Spice-rubbed baby back ribs are first given a dry rub of paprika, cumin, garlic, and more spices. After they sit for a spell in the fridge, they’re grilled and slathered with your favorite sauce.
This is a hybrid recipe for ribs, fusing the dry-rub method of Memphis-style barbecue with the sauce-slathered style of Kansas City fare. The ribs are first coated with a spice rub and refrigerated overnight, then partially cooked in the oven until tender. Just before serving, they are coated with sauce and finished on the grill.–Jennifer Newens
Spice-Rubbed Baby Back Ribs
- 1/2 cup sweet or hot paprika
- 2 tablespoons dark brown sugar
- 1 tablespoon ancho or New Mexico chile powder
- 1 tablespoon garlic powder
- 1 teaspoon dry mustard
- 1 teaspoon ground cumin
- Kosher salt and freshly ground black peppercorn
- 4 slabs (about 5 lb) baby back pork ribs trimmed and membrane removed*
- Store-bought or homemade barbecue sauce
- In a small bowl, stir together paprika, brown sugar, chile powder, garlic powder, mustard, cumin, 1 tablespoon salt, and 1 teaspoon pepper.
- Rinse ribs under cold running water and pat dry with paper towels. Generously season all over with spice mixture, massaging it in well. Cover and refrigerate overnight.
- Preheat oven to 350°F (180°C).
- Place ribs in a shallow roasting pan and roast, turning occasionally, until they are fork-tender, 2 to 2 1/2 hours
☞TESTER TIP: Line your roasting pan with foil for easier cleanup.
- Prepare a grill for direct grilling over medium heat. Brush and oil grill rack.
- Move ribs to a cutting board and cut each slab into 3- or 4-rib portions. Brush with barbecue sauce on both sides.
- Place ribs on grill rack directly over hot coals or heat elements and cook, turning once, until shiny and glazed, 3 to 5 minutes per side. If barbecue sauce begins to burn, place the ribs on a cooler area of grill.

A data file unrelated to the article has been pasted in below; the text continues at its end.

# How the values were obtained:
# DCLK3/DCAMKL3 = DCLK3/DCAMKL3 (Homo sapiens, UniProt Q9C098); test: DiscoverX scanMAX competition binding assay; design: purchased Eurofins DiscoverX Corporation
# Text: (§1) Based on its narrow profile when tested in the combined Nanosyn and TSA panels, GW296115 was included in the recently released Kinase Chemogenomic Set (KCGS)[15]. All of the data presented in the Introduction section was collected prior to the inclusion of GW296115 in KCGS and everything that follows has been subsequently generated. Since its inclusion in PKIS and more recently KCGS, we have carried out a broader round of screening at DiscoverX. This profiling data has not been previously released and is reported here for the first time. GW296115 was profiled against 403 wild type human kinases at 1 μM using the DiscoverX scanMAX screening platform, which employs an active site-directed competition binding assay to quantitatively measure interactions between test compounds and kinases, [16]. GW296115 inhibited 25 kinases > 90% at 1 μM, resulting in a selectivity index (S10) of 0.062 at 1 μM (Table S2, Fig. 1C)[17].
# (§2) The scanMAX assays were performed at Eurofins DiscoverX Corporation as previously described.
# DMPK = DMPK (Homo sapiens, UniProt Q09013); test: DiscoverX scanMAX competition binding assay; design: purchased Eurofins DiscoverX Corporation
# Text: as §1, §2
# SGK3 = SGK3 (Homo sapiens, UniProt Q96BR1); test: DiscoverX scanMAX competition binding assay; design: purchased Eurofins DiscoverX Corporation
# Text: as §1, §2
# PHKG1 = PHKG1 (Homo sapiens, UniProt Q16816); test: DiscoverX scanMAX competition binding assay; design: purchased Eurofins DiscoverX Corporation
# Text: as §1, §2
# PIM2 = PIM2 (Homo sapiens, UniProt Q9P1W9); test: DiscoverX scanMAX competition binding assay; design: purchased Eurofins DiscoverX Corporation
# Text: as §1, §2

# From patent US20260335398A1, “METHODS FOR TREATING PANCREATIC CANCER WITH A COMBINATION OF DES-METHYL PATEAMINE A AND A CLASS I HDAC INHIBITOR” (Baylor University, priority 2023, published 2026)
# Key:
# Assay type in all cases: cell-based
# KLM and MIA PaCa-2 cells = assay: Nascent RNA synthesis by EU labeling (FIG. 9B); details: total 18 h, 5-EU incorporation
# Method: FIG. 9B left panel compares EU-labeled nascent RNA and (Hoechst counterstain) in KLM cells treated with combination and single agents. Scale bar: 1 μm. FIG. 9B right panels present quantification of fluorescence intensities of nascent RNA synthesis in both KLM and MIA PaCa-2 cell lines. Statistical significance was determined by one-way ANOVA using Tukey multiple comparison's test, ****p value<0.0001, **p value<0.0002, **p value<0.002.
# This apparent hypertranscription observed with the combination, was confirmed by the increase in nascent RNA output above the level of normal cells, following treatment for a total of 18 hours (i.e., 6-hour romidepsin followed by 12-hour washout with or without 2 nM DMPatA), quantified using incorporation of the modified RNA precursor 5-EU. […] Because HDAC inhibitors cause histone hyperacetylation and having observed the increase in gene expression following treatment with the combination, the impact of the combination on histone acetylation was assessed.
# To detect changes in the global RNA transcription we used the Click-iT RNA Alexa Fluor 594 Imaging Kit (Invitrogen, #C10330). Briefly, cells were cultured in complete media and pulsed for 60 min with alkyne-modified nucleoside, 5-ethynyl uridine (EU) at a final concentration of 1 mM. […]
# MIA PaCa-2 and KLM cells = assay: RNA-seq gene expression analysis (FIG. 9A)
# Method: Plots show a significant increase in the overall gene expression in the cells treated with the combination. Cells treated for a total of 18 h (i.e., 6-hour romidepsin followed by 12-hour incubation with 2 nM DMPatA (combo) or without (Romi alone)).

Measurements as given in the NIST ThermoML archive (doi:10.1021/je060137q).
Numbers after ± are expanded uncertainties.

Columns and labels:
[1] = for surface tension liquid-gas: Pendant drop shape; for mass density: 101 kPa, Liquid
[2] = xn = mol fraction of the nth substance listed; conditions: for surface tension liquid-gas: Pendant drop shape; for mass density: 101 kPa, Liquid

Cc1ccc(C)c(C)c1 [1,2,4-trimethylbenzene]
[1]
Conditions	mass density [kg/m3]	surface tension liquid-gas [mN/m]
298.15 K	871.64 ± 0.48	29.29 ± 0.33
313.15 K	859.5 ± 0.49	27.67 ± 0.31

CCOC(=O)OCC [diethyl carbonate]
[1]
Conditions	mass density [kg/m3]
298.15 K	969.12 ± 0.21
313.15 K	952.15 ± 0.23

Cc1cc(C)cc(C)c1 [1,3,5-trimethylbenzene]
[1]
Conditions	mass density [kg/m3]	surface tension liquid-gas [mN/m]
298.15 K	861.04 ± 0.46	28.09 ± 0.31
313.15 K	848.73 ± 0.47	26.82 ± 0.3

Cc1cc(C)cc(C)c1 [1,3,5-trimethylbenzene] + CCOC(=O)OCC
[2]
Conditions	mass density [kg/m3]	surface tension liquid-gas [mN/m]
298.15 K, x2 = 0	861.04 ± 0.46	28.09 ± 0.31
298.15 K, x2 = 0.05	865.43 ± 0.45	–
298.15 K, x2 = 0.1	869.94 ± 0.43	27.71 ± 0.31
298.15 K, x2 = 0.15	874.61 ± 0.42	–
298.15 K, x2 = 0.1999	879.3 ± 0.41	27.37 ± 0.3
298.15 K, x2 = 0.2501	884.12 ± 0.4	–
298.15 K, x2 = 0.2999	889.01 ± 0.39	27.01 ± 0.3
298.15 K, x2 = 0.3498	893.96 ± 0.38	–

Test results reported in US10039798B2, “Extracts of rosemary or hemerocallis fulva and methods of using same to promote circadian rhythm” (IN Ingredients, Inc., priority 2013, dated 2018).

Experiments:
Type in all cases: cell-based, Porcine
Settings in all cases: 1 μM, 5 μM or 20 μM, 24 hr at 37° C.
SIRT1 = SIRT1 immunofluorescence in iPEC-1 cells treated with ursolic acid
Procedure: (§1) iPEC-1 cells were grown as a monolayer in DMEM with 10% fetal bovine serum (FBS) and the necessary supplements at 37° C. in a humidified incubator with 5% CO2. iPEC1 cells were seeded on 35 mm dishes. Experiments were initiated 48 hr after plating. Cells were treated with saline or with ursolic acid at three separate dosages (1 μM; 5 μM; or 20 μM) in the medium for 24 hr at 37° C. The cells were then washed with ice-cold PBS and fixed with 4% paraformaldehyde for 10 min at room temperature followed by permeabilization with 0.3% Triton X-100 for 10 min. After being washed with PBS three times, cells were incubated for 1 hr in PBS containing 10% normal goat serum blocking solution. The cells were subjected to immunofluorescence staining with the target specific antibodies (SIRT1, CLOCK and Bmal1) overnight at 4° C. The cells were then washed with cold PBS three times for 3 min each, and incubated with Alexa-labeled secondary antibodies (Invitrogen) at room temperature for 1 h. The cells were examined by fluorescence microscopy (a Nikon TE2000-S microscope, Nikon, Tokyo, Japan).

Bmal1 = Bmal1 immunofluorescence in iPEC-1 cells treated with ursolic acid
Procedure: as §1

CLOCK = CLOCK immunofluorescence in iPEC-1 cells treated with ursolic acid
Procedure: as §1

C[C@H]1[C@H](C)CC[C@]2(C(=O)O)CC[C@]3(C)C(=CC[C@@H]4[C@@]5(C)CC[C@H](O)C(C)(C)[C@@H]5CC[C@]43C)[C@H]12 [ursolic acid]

- Move ribs to a cutting board. Cut ribs between bones and pile high on a platter. Serve immediately with additional barbecue sauce on the side.
*How do I remove the membrane from ribs?To remove the membrane or silver skin from a rack of ribs, use the tip of a small knife to loosen a corner and then grab the membrane with a paper towel and slowly pull it off. If it rips before you're able to pull it off completely, just start again in a different spot.
Recipe Testers' Reviews
This solid recipe for spice-rubbed baby back ribs will please both fans of dry-rub and saucy versions of ribs—just remember to plan a day ahead before you invite friends over for a BBQ. I served these with Asian coleslaw and crispy oven fries.
My husband is the rib fanatic in the family, and after making these spice-rubbed baby back ribs I am, too. We had a heap of bones at the end of dinner. The spice rub is the perfect blend of slightly sweet and warmly spicy. I made a chipotle maple barbecue sauce to finish the ribs; what a flavor bomb that is! Prep time is minimal, just plan a day ahead for the ribs to sit in the fridge. I made the sauce while the ribs were in the oven and let it simmer away for two hours until it was nice and thick. Less than 10 minutes on the grill and you have a feast. I also made grilled sweet onions, grilled red bell pepper, and roasted asparagus. A damn fine Sunday supper.